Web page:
Just for a change, the weather is grim, and my mood along with it. Nine hours into the shift, and I've had nothing but coughs, colds, and kids with fevers to deal with. I was on the last of four long, dreary, cold nights, and all I wanted to do was crawl into bed and hide. As usual, there were different plans for me.
Despite working on my own, as soon as the computer rang with my next call, I sighed out loud, as if hoping for someone, somewhere, to hear me. They must have done, because at that point the phone rang too.
"Hi InsomniacMedic, it's Dave at control. This call we've sent you, we know it's only a low category Green call, but they've been waiting hours, we've got nobody else, and it sounds like they really need some help!"
I look at the screen, and read the details. Green 2, Male, 30s, back pain. Uncomplimentary thoughts instantly enter my mind, a combination of winter, unnecessary calls and sheer exhaustion. Only 6 hours sleep in four days is enough to make anyone lose the plot, even a seasoned insomniac. On route to the call, I can't help thinking that all I'm going to need to do is throw a box of Nurofen at him and tell him to man up and deal with the back ache. Most times, people seem to go from having back pain and not taking pain killers, and jumping straight to "Code Red" and call an ambulance. I often wonder at what point it is that you go from coping to not coping, without trying to help yourself first. Anyway.
I open the car door, and instantly hear the screams. Something tells me that all my prejudice has just been proved wrong. This sounds like real back pain. Not the sort that goes away with a heat pad and some anti-inflams. I take the entonox (an analgesic otherwise colloquially known as laughing gas) with me as a matter of course on any call stating that the patient is in pain, and laden with my prized possessions of kit and analgesia I walk up the driveway. The sound emanating from the house sounds like a woman in labour, which, had I not have been told that the patient was male, would have had me worried. Then again, it's not unheard of for the system to get the sex of the patient wrong.
The door is opened by a most definitely not labouring lady, at a guess late twenties, who looks anxious to the point of real fear. "What took you so long? He's in agony!" I mumbled some sort of apology about it being exceptionally busy, and that I'd been sent as soon as was physically possible. I skipped the bit about having not been to a single patient who actually required an ambulance the whole night.
I'm shown in to the front room and meet Jake for the first time. He's on his hands and knees, his face resting on the couch. He's pale, sweating by the bucket-load, boxes of used pain killers on his right, a half full vomit catcher by his left, and he's literally screaming in pain. Even the slight movement to see who's just walked in racks his body with more spasms.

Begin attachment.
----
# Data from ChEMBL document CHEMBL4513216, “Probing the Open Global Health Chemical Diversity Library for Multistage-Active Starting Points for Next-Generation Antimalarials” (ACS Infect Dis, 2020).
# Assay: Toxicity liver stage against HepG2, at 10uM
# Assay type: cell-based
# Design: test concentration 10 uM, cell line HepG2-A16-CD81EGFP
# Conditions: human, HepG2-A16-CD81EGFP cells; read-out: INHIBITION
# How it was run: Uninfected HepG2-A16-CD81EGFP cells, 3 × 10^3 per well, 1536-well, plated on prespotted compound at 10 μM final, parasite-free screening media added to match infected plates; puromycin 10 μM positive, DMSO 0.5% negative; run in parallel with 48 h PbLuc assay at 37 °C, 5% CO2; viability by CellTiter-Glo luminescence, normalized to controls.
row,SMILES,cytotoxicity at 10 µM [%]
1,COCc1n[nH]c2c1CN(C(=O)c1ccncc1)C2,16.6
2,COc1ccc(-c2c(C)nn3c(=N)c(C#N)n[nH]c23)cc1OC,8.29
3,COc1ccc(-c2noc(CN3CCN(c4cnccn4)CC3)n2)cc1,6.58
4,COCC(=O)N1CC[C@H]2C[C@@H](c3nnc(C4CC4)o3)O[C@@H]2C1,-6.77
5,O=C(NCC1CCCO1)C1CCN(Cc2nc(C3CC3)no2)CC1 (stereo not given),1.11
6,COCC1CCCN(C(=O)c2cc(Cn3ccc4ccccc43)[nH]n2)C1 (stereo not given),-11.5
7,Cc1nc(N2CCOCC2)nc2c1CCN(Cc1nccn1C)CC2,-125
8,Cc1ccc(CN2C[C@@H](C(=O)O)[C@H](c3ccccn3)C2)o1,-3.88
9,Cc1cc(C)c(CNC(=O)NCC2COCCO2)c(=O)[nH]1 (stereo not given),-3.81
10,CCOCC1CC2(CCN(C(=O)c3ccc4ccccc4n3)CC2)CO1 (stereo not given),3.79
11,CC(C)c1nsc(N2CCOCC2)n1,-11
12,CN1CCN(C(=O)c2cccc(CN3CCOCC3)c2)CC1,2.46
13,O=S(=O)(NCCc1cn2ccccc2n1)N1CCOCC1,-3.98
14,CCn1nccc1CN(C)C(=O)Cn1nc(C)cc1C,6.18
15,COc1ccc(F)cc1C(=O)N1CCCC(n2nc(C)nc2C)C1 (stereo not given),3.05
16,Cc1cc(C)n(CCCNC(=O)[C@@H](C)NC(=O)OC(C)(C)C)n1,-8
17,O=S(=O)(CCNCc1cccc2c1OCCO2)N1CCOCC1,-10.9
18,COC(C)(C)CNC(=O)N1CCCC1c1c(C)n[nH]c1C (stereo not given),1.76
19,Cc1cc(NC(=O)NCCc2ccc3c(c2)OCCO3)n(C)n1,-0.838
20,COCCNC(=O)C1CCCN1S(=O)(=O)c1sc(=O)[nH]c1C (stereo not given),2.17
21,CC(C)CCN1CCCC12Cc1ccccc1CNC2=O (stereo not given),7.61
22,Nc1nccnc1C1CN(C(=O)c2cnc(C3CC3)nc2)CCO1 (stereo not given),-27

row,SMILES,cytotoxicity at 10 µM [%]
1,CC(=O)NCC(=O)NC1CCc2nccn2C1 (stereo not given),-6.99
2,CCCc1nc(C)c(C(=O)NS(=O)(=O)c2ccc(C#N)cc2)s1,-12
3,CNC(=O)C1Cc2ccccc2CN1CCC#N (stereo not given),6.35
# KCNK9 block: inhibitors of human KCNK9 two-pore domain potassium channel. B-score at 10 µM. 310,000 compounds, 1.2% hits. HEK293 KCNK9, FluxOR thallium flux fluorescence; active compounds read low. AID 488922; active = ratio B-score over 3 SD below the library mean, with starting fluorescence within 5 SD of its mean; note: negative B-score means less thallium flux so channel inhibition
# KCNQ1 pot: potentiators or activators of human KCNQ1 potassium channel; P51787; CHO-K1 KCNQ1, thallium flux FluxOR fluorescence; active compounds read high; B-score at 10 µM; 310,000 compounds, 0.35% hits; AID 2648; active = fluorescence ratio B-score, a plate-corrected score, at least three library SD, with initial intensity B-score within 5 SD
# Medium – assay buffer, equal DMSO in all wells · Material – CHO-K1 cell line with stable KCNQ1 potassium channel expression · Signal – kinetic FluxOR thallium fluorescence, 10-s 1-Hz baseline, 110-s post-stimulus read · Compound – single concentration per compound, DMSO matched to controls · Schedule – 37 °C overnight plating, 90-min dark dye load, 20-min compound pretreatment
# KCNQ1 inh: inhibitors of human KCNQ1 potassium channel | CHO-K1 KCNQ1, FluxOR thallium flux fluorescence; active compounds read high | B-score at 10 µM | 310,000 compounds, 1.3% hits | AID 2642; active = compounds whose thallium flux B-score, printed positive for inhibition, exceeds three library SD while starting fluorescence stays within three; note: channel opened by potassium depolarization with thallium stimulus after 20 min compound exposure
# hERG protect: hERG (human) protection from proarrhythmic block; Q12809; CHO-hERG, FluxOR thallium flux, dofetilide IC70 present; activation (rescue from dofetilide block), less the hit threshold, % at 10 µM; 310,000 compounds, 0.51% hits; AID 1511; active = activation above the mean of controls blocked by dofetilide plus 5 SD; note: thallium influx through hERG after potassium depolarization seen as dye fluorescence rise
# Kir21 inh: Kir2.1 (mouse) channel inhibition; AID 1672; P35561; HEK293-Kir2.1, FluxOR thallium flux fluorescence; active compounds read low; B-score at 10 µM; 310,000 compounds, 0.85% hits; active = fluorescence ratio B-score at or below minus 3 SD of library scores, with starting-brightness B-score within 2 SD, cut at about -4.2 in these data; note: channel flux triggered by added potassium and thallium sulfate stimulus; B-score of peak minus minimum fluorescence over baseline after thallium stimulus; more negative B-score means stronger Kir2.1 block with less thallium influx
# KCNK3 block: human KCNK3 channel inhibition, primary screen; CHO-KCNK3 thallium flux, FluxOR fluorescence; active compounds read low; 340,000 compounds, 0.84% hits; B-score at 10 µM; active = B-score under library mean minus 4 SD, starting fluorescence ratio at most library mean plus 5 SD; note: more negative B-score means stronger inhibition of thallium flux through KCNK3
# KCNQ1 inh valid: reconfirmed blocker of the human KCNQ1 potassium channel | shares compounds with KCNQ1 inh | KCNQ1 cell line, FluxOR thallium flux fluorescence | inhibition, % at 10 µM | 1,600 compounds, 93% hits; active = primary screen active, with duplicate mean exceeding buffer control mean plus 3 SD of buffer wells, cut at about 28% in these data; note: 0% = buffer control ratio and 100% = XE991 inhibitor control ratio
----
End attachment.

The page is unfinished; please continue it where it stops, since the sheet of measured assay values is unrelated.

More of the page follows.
I take the entonox out of its bag, connect the bits together, and briefly explain to Jake what to do with it. "Breathe in and out through the straw-like gadget, deep, slow breaths, and give it just a few minutes before you start feeling the effects". He follows the instructions to the letter, and drinks the entonox like it's the elixir of life. After five minutes and almost half a cylinder of the laughing gas, Jake was still crying. Time for the big guns.
Morphine is great stuff. I have never used it and had it not do what it's supposed to. I know full well that as soon as Jake gets to the hospital there'll be eyes rolled at another overkill job of using morphine for a simple back ache, but I know that it's the right choice. I need to treat what I'm presented with, and not what the hospital will assume was happening.
Finding a vein to cannulate in a person on all-fours is a little difficult, but by far not the most awkward I've had to contend with. The line goes in smoothly, and I give Jake an anti-emetic to stop the vomiting, closely followed by the magic potion. Moments later, probably no more than 90-seconds, the relief is plain for all to see. Jake's whole being relaxes, the colour comes back to his face, he's not trying to bring up whatever contents are still left in his stomach, and he even manages a smile.
The crew that finally turns up can't understand what all the fuss was about. They were on a "Green Bus", the ambulances crewed by people who have been trained to deal with low priority calls, such as GP referrals, minor injuries, and things like simple back aches. As they are not paramedics, and I have given drugs that they're not licensed to, I'll have to go with them to the hospital.
We get the looks and the tuts that I expected, but by this point I didn't care. I knew what had really happened, and I was safe in the knowledge that I did what was best for my patient. More to the point, my patient knew it, and was grateful too.
So when is a Green call not a Green call? When it's a genuine call.